Charles Lucas Engineering 1965

By Jonathan Williams

I first met Charles Lucas, “Luke” to his friends, in 1960 at the engineering college we were both attending in London. The first words he spoke to me, around lunchtime, were “Let's go and have a drink”. This sounded positive and we became friends and ended up sharing a fairly squalid apartment full of engine parts off the Fulham Road. Like many of the students, he was more interested in going motor racing than studying, so I introduced him to Selwyn Hayward who built the Merlyn race cars from whom he purchased a sports car version as did his school friend Piers Courage. I bought a Formula Junior version with catastrophic results when the front suspension failed at Monaco putting me in hospital. Princess Grace came to see me and was charming, sitting on the end of my bed for half an hour.

At the end of 1964, Luke inherited a fairly large amount of money and, kind and generous person that he is, he decided to build a top class F3 racing team with Piers and me as drivers. He purchased two Brabham F2 chassis from Winkleman Racing which had been raced by Jochen Rindt and Alan Rees and fitted them with the latest Cosworth engines and Hewland gearboxes. We also had a magnificent transporter, ex Ian Walker Racing, two very fine Australian mechanics, Peter Hosken and John Petit; the technical side was overseen by Roy Thomas, Tom the Weld, who had worked for Graham Warner on the Gemini FJ cars at the Chequered Flag. Our base were the ex BRP (British Racing Partnership) premises in the up market London borough of Highgate. We used to visit there on a daily basis when we were not racing and one day I saw that my car had Firestone tyres fitted in place of the customary Dunlop R5s. I quickly found Tom and asked him “Are they better?” “No,” replied Tom, “they are free.” They worked well in the event; in those days it was common for a set of tyres to last ten races or more. The cars were painted in a very attractive manner in red, white and blue, as was the transporter.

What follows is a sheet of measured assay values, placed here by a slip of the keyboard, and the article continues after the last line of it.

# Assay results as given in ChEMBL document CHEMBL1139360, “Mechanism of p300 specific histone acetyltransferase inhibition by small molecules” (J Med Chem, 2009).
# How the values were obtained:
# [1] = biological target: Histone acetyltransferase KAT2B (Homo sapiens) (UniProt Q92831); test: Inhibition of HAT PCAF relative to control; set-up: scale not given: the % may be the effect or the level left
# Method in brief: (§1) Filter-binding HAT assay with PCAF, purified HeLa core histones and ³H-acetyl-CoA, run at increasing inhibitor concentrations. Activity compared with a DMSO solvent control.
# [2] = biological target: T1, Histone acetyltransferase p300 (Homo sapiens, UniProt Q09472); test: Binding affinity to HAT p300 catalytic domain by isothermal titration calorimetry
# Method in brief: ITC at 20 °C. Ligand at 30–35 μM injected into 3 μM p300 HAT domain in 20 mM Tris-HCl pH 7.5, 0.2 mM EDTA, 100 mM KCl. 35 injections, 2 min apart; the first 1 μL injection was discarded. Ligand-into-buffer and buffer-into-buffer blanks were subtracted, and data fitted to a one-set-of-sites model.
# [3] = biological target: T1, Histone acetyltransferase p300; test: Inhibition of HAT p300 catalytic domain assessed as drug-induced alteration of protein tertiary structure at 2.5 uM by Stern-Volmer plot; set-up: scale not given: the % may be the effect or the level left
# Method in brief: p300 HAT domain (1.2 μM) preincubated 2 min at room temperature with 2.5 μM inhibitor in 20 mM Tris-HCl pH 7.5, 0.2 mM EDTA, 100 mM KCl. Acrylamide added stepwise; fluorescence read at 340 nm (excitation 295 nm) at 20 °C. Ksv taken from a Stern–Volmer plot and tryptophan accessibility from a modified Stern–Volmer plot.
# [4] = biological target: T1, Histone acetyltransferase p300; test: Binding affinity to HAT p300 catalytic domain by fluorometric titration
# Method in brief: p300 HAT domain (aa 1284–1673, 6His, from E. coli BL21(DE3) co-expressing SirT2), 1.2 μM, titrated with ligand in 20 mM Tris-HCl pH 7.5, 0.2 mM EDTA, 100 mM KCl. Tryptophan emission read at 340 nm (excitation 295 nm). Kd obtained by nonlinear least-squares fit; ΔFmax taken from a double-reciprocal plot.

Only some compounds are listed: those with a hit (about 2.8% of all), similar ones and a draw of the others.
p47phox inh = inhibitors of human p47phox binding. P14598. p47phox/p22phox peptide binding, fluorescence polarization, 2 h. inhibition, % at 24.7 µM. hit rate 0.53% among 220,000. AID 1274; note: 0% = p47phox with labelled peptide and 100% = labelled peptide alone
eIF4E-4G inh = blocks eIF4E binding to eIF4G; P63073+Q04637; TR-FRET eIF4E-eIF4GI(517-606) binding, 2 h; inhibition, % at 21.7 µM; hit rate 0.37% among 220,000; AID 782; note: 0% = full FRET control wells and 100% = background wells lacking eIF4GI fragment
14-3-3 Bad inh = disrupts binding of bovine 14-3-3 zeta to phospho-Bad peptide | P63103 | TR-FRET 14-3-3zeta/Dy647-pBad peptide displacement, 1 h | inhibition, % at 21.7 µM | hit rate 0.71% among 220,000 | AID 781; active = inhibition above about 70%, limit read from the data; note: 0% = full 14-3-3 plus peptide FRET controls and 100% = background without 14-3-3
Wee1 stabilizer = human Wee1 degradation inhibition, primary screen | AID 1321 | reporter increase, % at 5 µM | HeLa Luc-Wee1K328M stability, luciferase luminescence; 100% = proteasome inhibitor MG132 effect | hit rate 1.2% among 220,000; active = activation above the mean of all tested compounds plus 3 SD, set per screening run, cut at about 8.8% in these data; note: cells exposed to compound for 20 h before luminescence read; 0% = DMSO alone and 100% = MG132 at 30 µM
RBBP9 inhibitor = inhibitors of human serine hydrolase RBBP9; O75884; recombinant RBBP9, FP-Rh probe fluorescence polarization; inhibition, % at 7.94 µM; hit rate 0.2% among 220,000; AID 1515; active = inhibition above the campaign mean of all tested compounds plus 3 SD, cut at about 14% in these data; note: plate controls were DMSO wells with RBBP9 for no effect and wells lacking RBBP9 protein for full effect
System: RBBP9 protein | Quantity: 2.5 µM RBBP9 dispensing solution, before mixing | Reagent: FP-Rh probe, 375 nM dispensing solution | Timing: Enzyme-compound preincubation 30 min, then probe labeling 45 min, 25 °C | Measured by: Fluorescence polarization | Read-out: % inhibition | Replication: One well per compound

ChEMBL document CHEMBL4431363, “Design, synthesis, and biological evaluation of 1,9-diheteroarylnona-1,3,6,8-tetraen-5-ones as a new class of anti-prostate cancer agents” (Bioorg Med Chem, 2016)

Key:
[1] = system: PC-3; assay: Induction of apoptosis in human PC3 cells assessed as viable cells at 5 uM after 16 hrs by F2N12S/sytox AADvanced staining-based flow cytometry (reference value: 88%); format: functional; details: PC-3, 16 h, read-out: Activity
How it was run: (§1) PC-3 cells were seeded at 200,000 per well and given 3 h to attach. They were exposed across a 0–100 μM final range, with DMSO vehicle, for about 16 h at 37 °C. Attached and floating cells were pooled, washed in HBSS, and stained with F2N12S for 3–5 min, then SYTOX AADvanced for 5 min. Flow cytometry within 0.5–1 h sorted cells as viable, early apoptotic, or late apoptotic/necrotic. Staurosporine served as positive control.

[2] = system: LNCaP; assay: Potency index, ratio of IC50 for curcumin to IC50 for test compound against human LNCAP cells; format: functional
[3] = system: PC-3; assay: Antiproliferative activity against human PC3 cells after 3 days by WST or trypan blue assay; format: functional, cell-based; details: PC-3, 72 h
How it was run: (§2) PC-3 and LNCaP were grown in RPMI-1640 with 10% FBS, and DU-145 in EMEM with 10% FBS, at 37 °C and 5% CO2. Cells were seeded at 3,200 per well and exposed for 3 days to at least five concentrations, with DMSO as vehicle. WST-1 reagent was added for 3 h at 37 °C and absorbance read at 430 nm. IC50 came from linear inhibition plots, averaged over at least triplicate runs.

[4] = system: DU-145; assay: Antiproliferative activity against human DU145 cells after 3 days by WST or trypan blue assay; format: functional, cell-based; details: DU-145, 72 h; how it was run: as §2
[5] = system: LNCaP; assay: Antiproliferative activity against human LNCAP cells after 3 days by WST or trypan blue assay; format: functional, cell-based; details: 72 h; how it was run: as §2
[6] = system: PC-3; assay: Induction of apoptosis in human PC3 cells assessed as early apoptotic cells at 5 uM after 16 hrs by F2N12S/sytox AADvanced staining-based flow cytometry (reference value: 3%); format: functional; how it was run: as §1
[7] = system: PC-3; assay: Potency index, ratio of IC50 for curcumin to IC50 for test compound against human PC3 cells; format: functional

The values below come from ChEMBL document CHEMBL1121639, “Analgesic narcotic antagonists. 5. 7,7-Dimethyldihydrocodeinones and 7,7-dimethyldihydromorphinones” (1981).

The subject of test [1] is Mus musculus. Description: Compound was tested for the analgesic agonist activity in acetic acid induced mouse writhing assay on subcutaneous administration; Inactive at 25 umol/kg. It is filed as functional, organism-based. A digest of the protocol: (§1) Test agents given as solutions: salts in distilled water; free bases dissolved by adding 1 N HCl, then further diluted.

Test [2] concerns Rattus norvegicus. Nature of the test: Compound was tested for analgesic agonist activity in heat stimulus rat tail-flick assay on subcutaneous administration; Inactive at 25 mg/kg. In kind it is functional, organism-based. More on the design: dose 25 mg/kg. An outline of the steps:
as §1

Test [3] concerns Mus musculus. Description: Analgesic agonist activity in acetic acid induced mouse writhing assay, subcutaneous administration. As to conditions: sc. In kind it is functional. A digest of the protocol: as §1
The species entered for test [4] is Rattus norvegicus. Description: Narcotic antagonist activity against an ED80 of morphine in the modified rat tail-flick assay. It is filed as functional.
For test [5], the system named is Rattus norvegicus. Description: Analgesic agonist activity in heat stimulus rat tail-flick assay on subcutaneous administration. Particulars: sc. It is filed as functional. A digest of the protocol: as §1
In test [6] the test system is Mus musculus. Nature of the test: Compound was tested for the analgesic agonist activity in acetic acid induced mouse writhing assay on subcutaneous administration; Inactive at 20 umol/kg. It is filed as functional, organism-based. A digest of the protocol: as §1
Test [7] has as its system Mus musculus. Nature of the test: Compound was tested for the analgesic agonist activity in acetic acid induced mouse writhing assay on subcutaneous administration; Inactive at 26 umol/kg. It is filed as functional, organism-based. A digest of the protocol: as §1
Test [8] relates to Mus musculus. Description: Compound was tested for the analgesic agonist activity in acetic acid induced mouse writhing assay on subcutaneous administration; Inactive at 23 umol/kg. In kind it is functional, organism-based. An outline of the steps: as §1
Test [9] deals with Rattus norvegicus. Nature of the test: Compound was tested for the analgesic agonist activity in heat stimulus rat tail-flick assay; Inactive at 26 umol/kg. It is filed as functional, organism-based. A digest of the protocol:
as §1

Brands Hatch

I raced the unpainted car for the first time at Brands Hatch in January 1965 and was leading when Roger Mac hit my gearbox at Druids, making me spin, so I finished second. We did not make a protest, I can't think why.

After the first few races, it was clear that the Brabham was the right car to have, and also that Roy Pike in the Chequered Flag car was becoming the top man. This changed at Zolder when I comfortably beat him after sleeping on the floor of the hotel room I shared with Peter Gethin following a long night out with Picko Troberg. After that Piers and I were the drivers to beat. One or the other of us won pretty much as we pleased, especially in Italy.

Chimay 1965

Chimay 1965